The Political Uses of the “New Potent Pot” Argument.

As observed, the primary value of this line is that it is used to negate the experience of those who smoked in the past. However, some of the prohibitionists have become more creative.

Hemp is really marijuana, after all.

See: We Know Too Much About Marijuana for It To Be Illegal

In one area it seemed as though this line could backfire on the prohibitionists. I have seen a number of articles about hemp in which either the journalist or hemp industry representative said that industrial hemp legally has only 0.30% THC, while marijuana has 10% to 15% THC. Well, how could anyone be concerned about hemp, if marijuana has 20 to 30 times more THC?

However, now the prohibitionists are still opposing hemp by saying that the marijuana smoked back in the 1960s and ‘70s had only 0.50% THC. In other words, the hippies were smoking hemp. Clever, eh?

But now more potent marijuana is claimed to be qualitatively different and causes violence and addiction. Imagine someone saying that the effects of whisky are qualitatively different from beer.

But of course, this is classic reefer madness. The problem here is that if it takes the “new potent pot” to cause “addiction” and violence, why were they saying the same thing sixty years ago? Prohibition causes long-term memory loss.

The “new potent pot” is worth a lot of money, and involves organized crime.

One of the oddest things about prohibitionism is that it treats making money in a capitalist society as an intrinsically evil thing. The business of America is business, but making money on marijuana is morally wrong, unlike making money on guns, gambling, booze, etc. Consequently, we are supposed to be outraged and alarmed when we are told that the “new potent pot” sells for thousands of dollars per pound in some markets. This makes it morally worse than ordinary marijuana. Of course, this leads to Organized Crime!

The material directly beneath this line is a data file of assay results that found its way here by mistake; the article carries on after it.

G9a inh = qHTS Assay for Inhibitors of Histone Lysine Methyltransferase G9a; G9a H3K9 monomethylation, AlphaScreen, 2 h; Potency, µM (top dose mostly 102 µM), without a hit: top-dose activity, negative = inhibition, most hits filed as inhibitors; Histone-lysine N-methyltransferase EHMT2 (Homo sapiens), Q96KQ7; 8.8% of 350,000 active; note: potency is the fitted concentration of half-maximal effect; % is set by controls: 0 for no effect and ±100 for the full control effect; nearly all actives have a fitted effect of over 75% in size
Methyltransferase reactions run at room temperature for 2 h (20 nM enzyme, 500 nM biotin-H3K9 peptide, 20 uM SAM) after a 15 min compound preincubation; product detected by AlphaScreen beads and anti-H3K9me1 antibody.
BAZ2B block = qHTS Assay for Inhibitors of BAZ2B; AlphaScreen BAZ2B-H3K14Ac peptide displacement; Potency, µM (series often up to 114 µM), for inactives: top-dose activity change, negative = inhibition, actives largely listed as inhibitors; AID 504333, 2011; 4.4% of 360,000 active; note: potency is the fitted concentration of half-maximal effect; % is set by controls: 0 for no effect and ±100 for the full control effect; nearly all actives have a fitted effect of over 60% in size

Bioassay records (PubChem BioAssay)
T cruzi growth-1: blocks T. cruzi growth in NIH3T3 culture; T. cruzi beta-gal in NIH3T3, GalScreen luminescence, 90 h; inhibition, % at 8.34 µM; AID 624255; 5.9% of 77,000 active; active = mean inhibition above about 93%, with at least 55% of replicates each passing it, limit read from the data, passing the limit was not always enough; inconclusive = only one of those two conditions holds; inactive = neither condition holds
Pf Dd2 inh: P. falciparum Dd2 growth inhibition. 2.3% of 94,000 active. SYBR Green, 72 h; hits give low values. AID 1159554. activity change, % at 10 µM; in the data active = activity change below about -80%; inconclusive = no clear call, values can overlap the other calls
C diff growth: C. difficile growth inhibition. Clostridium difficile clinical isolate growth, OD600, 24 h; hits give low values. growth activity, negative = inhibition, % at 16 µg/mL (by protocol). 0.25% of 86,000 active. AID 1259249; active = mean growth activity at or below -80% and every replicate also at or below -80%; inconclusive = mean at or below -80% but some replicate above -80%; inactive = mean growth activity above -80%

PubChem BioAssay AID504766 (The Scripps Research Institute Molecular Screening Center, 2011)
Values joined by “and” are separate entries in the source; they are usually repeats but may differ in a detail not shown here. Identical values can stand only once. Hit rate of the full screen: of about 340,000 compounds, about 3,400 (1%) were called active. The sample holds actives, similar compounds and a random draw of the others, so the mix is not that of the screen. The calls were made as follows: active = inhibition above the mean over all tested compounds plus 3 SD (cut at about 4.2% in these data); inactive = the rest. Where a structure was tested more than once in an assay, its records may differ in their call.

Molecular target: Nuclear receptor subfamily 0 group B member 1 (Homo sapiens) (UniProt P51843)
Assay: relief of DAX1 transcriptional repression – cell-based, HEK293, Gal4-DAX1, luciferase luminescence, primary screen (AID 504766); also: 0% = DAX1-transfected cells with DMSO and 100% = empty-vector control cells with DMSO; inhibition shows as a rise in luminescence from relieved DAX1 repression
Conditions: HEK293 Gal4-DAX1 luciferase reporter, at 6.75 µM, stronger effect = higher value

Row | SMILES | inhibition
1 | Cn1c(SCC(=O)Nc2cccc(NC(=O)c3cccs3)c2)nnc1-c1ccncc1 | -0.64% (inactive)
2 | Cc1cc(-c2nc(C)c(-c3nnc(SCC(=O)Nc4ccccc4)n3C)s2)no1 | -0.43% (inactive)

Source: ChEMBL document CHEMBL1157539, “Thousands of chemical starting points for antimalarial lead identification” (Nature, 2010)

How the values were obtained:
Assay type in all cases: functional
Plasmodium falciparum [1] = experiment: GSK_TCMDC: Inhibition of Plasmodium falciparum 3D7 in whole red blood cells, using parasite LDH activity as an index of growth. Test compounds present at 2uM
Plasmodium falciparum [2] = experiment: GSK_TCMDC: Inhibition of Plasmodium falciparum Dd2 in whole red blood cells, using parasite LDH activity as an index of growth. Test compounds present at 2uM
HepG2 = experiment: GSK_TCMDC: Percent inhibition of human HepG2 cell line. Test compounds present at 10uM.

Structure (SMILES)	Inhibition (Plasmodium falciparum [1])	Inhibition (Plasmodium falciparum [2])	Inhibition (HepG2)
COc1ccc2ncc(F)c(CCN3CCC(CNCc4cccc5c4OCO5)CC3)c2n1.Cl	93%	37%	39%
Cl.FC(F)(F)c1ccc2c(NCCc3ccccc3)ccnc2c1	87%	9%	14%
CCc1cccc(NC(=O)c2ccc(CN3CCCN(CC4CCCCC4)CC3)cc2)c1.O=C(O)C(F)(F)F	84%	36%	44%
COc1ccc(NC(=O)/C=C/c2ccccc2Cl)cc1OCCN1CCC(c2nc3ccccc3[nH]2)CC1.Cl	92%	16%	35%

This is the classic case of prohibition, of course. The high prices and criminal activity are the result of the laws against marijuana, not of marijuana itself.

Many people may even understand this obvious point, and still be outraged by the high prices, or the size of the market, as though this were some sort of moral insight.

If this moralistic outrage were happening in a socialist country, it would at least be consistent with the dominant philosophy, but in America???

Conclusions: What will be the impact of legalization on potency, price, and safety?

1. What will happen to average potency when marijuana is really legalized? It will be known. We really do not know what the average potency of marijuana has been or may be. This is impossible under marijuana prohibition.

2. The average potency available to most users may increase, but there will be choice. This is impossible under marijuana prohibition.

3. There will be less focus on THC potency and more on other qualities. There will be a recognition of qualitative differences in various strains, as is the case in Holland and legalized states today. This is impossible under marijuana prohibition.

4. The highest prices will almost certainly fall substantially. This will decrease the incentive for maximizing THC potency, which is a characteristic of contraband markets. (Contraband risk premiums will be replaced with taxes and other costs, so the price of the average grade may not fall as much.) This is impossible under marijuana prohibition.

5. The lowest grade will almost certainly disappear, which is good because of uncertain purity. This is impossible under marijuana prohibition.

6. People will be able to find the safest and most satisfying way of using the plant. This is especially important in use for self-medication in sub-clinical conditions in which self-medication is the accepted norm in our society. This is impossible under marijuana prohibition.

7. Regulations can be focused on maintaining quality and minimizing use by children. This is impossible under marijuana prohibition.

8. Information will be credible and education believable. This is impossible under marijuana prohibition.

9. The actual dangers in marijuana will be recognizable and can be more easily dealt with by both society and the individual. This is impossible under marijuana prohibition.

10. People will be able to grow their own and have a personal relationship with their plants, gaining an insight into their relationship with Creation and the Creator. This is impossible under marijuana prohibition.

Richard Cowan is a former NORML National Director and author of The Economic Consequences of the Pandemic Meet the Drug War.